MISITI, LLC, et al. v. TRAVELERS PROPERTY CASUALTY COMPANY OF AMERICA et al., SC 18915
Judicial District of Danbury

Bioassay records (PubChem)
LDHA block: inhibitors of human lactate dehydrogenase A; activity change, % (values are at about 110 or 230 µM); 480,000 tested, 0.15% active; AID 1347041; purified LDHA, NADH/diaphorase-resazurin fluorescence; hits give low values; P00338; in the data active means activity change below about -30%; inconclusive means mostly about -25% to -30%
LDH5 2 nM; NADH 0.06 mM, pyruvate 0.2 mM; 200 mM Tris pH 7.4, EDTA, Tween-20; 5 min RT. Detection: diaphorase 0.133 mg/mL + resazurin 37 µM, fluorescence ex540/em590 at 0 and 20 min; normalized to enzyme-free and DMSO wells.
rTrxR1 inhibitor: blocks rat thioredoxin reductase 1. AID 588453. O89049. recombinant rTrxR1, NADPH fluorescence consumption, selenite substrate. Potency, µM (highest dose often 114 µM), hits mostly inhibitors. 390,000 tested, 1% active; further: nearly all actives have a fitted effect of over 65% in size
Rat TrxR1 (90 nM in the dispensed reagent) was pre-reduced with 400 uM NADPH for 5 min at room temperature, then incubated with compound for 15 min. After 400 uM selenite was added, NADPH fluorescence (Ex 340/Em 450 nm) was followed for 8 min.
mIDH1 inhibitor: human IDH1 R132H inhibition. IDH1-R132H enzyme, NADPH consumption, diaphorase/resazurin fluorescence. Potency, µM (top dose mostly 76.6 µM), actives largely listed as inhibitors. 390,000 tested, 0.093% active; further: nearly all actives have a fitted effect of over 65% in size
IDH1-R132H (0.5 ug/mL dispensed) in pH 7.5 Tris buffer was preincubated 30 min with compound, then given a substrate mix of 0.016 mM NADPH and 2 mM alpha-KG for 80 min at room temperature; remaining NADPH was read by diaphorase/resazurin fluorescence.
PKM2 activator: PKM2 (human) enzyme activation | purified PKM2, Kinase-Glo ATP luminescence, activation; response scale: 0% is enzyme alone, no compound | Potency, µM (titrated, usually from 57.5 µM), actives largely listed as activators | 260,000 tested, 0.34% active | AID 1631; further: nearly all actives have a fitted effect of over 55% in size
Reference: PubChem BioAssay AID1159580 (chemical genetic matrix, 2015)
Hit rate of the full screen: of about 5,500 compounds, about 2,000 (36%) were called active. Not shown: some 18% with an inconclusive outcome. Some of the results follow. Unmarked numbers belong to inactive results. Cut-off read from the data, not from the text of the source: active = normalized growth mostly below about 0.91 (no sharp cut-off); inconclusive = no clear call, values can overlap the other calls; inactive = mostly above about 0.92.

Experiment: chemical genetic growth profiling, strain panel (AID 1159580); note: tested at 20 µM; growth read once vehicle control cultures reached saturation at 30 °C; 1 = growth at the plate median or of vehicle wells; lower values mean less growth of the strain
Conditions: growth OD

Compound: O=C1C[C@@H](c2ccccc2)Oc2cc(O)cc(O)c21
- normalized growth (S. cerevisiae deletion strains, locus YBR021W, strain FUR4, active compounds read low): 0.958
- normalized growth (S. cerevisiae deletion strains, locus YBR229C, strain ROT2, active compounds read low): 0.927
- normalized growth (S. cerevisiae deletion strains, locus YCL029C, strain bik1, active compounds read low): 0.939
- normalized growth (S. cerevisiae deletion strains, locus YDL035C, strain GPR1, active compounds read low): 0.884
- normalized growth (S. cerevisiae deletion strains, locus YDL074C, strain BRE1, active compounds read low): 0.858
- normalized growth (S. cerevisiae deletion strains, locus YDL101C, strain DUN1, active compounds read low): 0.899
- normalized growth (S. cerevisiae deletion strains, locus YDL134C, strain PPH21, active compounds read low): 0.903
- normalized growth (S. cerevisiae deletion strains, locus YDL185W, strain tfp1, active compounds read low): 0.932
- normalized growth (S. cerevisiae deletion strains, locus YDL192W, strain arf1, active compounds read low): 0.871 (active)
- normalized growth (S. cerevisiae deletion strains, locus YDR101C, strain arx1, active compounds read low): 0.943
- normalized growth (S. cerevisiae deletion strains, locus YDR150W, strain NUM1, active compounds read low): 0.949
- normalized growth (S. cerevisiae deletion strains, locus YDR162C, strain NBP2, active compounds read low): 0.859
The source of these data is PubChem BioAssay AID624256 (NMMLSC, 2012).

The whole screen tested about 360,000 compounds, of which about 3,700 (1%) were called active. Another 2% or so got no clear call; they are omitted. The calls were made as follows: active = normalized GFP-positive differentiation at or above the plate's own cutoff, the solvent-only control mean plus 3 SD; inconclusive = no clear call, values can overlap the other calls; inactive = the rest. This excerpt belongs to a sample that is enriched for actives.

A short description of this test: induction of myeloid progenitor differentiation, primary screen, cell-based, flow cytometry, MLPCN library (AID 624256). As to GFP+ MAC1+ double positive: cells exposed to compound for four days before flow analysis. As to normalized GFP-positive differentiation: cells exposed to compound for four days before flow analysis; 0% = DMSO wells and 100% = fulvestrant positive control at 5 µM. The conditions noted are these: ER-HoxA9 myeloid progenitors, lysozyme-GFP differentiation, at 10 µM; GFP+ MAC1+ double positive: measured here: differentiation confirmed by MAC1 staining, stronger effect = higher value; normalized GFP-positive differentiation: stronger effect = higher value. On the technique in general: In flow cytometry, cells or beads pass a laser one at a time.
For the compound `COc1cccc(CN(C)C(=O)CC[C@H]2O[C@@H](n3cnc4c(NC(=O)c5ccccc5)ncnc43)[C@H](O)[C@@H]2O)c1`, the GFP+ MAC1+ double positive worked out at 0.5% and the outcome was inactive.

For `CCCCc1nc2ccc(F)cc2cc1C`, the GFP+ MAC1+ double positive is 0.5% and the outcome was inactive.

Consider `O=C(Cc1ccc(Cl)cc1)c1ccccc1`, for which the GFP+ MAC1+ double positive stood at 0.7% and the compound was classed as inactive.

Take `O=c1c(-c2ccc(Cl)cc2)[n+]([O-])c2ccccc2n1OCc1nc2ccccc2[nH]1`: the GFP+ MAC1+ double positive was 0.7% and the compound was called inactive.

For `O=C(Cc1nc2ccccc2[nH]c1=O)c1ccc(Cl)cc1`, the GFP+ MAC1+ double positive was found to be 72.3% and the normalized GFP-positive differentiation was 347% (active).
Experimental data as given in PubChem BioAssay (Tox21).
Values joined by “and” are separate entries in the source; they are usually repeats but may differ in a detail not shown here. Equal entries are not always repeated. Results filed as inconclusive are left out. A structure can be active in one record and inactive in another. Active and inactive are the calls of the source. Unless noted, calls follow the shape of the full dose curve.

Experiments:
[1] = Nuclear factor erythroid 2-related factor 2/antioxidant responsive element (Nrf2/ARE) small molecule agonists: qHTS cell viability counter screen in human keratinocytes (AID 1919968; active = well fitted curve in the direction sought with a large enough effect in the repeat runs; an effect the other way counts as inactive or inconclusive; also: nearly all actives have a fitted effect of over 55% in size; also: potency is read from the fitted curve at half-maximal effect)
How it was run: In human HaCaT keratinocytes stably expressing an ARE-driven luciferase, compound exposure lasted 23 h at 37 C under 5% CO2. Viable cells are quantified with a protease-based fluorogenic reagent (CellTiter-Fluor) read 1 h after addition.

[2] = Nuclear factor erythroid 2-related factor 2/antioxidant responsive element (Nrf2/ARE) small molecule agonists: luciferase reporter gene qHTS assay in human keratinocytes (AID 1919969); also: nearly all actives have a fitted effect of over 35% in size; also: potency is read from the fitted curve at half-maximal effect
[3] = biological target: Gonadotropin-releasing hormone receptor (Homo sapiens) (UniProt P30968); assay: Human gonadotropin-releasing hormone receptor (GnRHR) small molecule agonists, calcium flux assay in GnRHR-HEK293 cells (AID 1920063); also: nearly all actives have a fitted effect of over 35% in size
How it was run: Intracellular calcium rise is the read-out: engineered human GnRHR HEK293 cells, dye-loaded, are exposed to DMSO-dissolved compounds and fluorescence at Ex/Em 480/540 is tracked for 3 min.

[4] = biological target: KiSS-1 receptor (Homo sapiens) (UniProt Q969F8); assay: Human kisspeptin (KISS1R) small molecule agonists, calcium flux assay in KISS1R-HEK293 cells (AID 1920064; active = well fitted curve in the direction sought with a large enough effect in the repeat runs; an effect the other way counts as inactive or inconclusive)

Insurance; Duty to Defend; Whether Insurance Company had a Duty to Defend a Commercial Property Owner Pursuant to an Additional Insured Endorsement that was Included in an Insurance Policy that was Issued to the Property Owner's Commercial Tenant. In 2008, Sarah Middeleer allegedly sustained injuries when she fell while on certain commercial property that was owned by Misiti, LLC (Misiti). Thereafter, Middeleer brought an action against Misiti, alleging that her injuries resulted from Misiti's negligence. After a settlement was reached in that action, Misiti initiated the present declaratory judgment action, claiming that Travelers Property Casualty Company of America (Travelers) improperly refused to defend it in Middeleer's action. Misiti maintained that Travelers had issued an insurance policy to one of Misiti's commercial tenants, Church Hill Tavern, LLC (the tavern), and that under the tavern's policy, Travelers had a duty to defend Misiti because it was named as an additional insured in the policy. Travelers filed a motion for summary judgment, arguing that although Middeleer had eaten dinner at the tavern prior to the accident, her injuries were not related to her use of the tavern because the fall occurred on a separate part of Misiti's property, and, therefore, Travelers did not have a duty to defend Misiti. Misiti filed a cross motion for summary judgment, claiming that Travelers had a duty to defend it because the incident arose out of the tavern's use of Misiti's property. The trial court granted Misiti's motion and denied Travelers' motion. On appeal, the Appellate Court (132 Conn. App. 629) reversed the trial court's judgment, emphasizing that the additional insured endorsement in the tavern's policy provided coverage only with respect to liability arising out of the ownership, maintenance or use of the part of Misiti's property that was leased to the tavern. It determined that Middeleer did not allege that her injuries were causally related to the use of the tavern and that, instead, the facts merely established that, after she had dinner at the tavern, she decided to walk along a river on a separate part of Misiti's property, where she eventually fell through a fence. Accordingly, the court concluded that Middeleer's fall did not arise out of her use of the tavern and that, therefore, Travelers did not have a duty to defend Misiti in Middeleer's action. In this appeal, the Supreme Court will determine whether the Appellate Court's decision was correct.